- Oops!Something went wrong.Please try again later.
Victims of crime could be left waiting for years for justice after Dominic Raab admitted he did not know how long it will take to get through the backlog of the most serious court cases.
In an interview with Sky News, the justice secretary said he "couldn't say with precision" when the backlog of more than 60,000 crown court cases in England and Wales will return to the level it was at before the pandemic.
He suggested it could be up to a year before it starts to fall, and did not deny that it might take seven or eight years to clear it.
Mr Raab conceded that victims of crimes, particularly rape and sexual offences, have suffered "the extra anguish and ordeal of this wait in limbo" and said it was his top priority to ensure swifter justice.
He also rejected the idea - put forward by previous Conservative justice secretaries - that short sentences should be replaced by community service. Describing that approach as "just letting people off", he said it was not a route he would go down as it would "not instil public confidence".
He also said it was "inconceivable" the prison population, currently around 81,000 in England and Wales, would fall on his watch unless crime fell, and that he would focus on using offenders' time for job training.
Mr Raab will today announce the opening of a £2.7m new "super courtroom" in Loughborough, the second of its kind in the UK, in which up to 12 defendants can sit in the dock. Another in Manchester opened last month.
Alleged crimes including gang violence and county lines drug running account for about a fifth of the backlog because social distancing rules have stopped them going ahead.
A nine-defendant murder trial begins in the new courtroom this week. Mr Raab said that using these facilities instead of multiple courtrooms for hearings would free up space for an extra 250 other cases a year.
The crown court backlog stands at 60,292, according to the latest Ministry of Justice figures from the end of June, compared with 41,045 in March 2020 when the pandemic began - a 48% rise.
Despite a £1bn increase in funding for court backlogs over the next three years, secured in last month's Spending Review, it is expected this will only reduce the backlog to 53,000 by 2024.
Mr Raab said: "We've started to see the backlog stabilise. I can't tell you with any precision exactly when we'll get back to pre-pandemic levels. But I'm confident that within six to 12 months at the very latest we will start getting the backlog coming down.
"That is the 15% of the most complex cases that go through the crown court, which because of the pandemic and the rules on social distancing applying to things like jury trials, we couldn't run safely and responsibly in the way that we would in normal times."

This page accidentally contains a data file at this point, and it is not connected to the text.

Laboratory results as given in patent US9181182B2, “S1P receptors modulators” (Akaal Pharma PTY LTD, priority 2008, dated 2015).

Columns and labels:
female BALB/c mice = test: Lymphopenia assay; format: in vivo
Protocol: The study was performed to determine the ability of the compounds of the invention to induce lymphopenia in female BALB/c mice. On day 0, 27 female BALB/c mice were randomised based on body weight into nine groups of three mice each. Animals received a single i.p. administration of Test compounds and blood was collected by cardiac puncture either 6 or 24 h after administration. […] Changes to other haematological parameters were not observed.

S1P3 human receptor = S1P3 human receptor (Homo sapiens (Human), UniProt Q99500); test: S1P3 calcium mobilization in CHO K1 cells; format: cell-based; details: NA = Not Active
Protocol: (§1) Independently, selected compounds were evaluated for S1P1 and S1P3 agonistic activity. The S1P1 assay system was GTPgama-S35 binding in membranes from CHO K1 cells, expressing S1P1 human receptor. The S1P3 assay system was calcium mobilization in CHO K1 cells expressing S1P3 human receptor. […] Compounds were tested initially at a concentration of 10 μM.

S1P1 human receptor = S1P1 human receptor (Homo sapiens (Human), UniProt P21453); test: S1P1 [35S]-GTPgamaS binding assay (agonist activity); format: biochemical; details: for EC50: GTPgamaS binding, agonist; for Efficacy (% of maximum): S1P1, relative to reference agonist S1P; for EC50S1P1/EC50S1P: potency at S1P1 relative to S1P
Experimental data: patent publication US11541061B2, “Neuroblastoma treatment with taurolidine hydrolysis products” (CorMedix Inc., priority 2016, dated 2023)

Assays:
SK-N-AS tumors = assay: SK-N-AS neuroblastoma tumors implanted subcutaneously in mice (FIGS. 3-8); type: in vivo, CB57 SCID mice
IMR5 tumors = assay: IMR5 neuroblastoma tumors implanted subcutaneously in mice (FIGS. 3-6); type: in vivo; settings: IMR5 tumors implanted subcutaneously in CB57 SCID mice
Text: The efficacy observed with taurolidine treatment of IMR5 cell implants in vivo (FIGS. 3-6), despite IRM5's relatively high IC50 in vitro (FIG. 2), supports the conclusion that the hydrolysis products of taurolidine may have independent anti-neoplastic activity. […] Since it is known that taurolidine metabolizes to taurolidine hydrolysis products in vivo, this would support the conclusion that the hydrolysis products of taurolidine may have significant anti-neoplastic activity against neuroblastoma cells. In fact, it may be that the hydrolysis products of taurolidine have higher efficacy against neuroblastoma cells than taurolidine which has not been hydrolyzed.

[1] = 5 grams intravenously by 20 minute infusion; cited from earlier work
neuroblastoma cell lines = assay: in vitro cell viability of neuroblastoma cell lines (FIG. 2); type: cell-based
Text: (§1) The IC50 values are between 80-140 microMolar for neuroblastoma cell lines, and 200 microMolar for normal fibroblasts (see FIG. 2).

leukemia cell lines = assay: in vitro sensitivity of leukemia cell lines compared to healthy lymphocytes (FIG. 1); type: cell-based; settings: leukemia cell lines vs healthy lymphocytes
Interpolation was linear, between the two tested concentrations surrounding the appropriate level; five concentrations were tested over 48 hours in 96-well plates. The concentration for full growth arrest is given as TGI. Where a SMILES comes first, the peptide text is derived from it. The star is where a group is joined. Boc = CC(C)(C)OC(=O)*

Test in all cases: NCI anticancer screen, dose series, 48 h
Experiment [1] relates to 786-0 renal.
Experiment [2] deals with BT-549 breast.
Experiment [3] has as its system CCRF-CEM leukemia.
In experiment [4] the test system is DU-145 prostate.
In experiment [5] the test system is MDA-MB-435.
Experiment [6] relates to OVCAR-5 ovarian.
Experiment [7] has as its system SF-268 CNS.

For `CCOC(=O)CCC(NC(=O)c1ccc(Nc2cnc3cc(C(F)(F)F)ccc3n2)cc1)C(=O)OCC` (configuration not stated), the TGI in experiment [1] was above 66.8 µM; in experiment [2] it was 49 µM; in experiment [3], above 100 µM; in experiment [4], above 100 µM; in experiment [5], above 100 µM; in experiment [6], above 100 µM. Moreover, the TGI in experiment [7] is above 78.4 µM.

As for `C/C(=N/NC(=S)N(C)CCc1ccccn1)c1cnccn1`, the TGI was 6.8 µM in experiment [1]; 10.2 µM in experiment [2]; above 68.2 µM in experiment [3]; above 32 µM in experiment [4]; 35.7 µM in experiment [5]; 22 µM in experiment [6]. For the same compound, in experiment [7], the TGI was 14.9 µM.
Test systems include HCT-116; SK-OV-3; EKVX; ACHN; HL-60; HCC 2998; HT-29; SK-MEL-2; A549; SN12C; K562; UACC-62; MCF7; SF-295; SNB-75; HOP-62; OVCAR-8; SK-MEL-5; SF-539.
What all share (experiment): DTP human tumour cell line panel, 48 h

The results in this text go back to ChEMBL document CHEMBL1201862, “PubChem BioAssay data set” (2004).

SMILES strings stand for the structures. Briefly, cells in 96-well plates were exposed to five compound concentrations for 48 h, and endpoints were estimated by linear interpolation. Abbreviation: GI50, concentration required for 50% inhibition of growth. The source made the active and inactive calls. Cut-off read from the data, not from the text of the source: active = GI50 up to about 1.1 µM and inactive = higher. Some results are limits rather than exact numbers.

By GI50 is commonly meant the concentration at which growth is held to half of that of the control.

Asked twice whether it could take seven or eight years to get the backlog down, he said: "We'll go just as fast as we can. We've got to use technology; we've got 13,000 cases every week that are using some form of video technology."
Sky News visited Peterborough Cathedral, one of dozens of Nightingale Courtrooms which were opened during the pandemic - of which 32 are still operating to help with the backlog. The court, which can hear family cases and criminal cases which do not require security, does not sit full-time.
COVID saw the shutting down of jury trials between March and May last year, but the justice system has also suffered from years of spending cuts, losing a quarter of its budget since 2010.
Mr Raab said he did not accept there was a shortage of funding for lawyers and judges, which the Criminal Bar Association said had exacerbated "interminable waits for justice".
He said: "I've secured pretty much a record increase in funding for justice in the spending review for the next three years, and I look forward to delivering."
Sky News spoke to "Lisa", who does not want to be identified, about reporting a sex offence she suffered as a child - only to wait three years for the perpetrator to be jailed, with three trial dates and various other hearings cancelled.
At one point she drove 100 miles to attend a court hearing which was cancelled due to COVID - and had to relive her testimony on video before each hearing.
"I felt like I was serving a prison sentence," she said. "I haven't been able to do my job for long periods of time. It has destroyed my personal life."
She added: "I was going to move house; that hasn't happened. I was planning to adopt; that hasn't happened. Everything has been put on hold because I didn't want this man to do what he did to me to someone else."
Mr Raab said: "It's not just the delay - and justice delayed is justice denied - but that process is very traumatic.
"That's why we are bearing down on the backlog. It's my number one priority to get the backlog down to give justice to victims."